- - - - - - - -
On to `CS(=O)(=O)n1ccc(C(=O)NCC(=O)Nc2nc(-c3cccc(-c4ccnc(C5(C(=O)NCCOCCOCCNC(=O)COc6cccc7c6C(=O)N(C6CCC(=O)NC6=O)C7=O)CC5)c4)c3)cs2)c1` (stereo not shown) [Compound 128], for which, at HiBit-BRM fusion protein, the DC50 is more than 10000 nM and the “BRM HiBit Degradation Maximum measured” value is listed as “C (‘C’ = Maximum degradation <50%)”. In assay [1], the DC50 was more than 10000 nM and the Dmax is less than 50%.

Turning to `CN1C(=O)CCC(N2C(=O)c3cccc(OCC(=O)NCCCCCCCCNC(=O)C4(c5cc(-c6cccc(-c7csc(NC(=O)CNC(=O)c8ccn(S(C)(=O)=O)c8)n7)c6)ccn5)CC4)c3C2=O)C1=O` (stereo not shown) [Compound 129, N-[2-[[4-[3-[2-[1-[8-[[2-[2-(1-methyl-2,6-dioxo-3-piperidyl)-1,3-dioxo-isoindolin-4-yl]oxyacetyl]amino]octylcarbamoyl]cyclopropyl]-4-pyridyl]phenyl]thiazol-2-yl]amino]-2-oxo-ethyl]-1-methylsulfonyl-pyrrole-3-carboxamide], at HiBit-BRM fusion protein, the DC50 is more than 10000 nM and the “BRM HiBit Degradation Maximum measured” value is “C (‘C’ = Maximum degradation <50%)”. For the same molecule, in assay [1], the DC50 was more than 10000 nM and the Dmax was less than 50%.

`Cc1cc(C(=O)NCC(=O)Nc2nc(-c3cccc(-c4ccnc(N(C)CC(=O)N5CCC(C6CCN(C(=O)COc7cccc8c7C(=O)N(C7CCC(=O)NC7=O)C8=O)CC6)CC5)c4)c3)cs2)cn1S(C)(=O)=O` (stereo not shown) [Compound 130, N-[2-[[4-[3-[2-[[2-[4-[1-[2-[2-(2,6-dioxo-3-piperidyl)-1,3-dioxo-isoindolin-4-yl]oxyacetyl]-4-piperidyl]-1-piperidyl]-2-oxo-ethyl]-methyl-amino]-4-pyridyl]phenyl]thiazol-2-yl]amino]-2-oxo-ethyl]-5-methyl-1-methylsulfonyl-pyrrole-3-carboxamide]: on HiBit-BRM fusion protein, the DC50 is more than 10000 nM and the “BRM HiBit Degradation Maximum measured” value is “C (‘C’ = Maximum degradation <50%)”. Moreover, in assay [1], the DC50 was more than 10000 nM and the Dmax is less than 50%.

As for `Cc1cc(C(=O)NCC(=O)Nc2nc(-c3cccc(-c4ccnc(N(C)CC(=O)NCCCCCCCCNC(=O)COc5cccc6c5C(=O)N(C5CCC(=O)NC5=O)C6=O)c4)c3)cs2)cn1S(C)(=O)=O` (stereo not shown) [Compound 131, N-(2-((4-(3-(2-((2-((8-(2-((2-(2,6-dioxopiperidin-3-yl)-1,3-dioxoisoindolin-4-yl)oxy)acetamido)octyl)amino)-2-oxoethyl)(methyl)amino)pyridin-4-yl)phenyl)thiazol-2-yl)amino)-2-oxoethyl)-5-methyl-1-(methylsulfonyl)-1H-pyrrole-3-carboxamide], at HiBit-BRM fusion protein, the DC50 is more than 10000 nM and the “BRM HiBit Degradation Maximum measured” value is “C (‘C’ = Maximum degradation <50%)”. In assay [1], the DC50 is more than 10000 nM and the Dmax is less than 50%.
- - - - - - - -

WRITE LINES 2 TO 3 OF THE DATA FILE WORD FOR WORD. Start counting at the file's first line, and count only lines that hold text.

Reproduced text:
Turning to `CN1C(=O)CCC(N2C(=O)c3cccc(OCC(=O)NCCCCCCCCNC(=O)C4(c5cc(-c6cccc(-c7csc(NC(=O)CNC(=O)c8ccn(S(C)(=O)=O)c8)n7)c6)ccn5)CC4)c3C2=O)C1=O` (stereo not shown) [Compound 129, N-[2-[[4-[3-[2-[1-[8-[[2-[2-(1-methyl-2,6-dioxo-3-piperidyl)-1,3-dioxo-isoindolin-4-yl]oxyacetyl]amino]octylcarbamoyl]cyclopropyl]-4-pyridyl]phenyl]thiazol-2-yl]amino]-2-oxo-ethyl]-1-methylsulfonyl-pyrrole-3-carboxamide], at HiBit-BRM fusion protein, the DC50 is more than 10000 nM and the “BRM HiBit Degradation Maximum measured” value is “C (‘C’ = Maximum degradation <50%)”. For the same molecule, in assay [1], the DC50 was more than 10000 nM and the Dmax was less than 50%.

`Cc1cc(C(=O)NCC(=O)Nc2nc(-c3cccc(-c4ccnc(N(C)CC(=O)N5CCC(C6CCN(C(=O)COc7cccc8c7C(=O)N(C7CCC(=O)NC7=O)C8=O)CC6)CC5)c4)c3)cs2)cn1S(C)(=O)=O` (stereo not shown) [Compound 130, N-[2-[[4-[3-[2-[[2-[4-[1-[2-[2-(2,6-dioxo-3-piperidyl)-1,3-dioxo-isoindolin-4-yl]oxyacetyl]-4-piperidyl]-1-piperidyl]-2-oxo-ethyl]-methyl-amino]-4-pyridyl]phenyl]thiazol-2-yl]amino]-2-oxo-ethyl]-5-methyl-1-methylsulfonyl-pyrrole-3-carboxamide]: on HiBit-BRM fusion protein, the DC50 is more than 10000 nM and the “BRM HiBit Degradation Maximum measured” value is “C (‘C’ = Maximum degradation <50%)”. Moreover, in assay [1], the DC50 was more than 10000 nM and the Dmax is less than 50%.